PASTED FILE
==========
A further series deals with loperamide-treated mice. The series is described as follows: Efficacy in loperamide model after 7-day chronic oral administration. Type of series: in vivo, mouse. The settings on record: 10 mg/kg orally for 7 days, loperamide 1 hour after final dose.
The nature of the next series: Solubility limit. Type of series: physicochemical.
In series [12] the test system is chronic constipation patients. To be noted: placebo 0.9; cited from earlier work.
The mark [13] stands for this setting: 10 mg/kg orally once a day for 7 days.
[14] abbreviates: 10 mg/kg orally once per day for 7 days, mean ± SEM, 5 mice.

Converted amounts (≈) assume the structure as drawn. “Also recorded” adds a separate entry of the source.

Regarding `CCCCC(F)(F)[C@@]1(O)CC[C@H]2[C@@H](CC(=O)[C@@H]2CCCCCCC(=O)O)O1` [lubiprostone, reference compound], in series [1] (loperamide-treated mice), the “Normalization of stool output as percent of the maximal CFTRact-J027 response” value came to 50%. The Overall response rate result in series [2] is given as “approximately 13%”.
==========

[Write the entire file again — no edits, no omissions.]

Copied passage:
A further series deals with loperamide-treated mice. The series is described as follows: Efficacy in loperamide model after 7-day chronic oral administration. Type of series: in vivo, mouse. The settings on record: 10 mg/kg orally for 7 days, loperamide 1 hour after final dose.
The nature of the next series: Solubility limit. Type of series: physicochemical.
In series [12] the test system is chronic constipation patients. To be noted: placebo 0.9; cited from earlier work.
The mark [13] stands for this setting: 10 mg/kg orally once a day for 7 days.
[14] abbreviates: 10 mg/kg orally once per day for 7 days, mean ± SEM, 5 mice.

Converted amounts (≈) assume the structure as drawn. “Also recorded” adds a separate entry of the source.

Regarding `CCCCC(F)(F)[C@@]1(O)CC[C@H]2[C@@H](CC(=O)[C@@H]2CCCCCCC(=O)O)O1` [lubiprostone, reference compound], in series [1] (loperamide-treated mice), the “Normalization of stool output as percent of the maximal CFTRact-J027 response” value came to 50%. The Overall response rate result in series [2] is given as “approximately 13%”.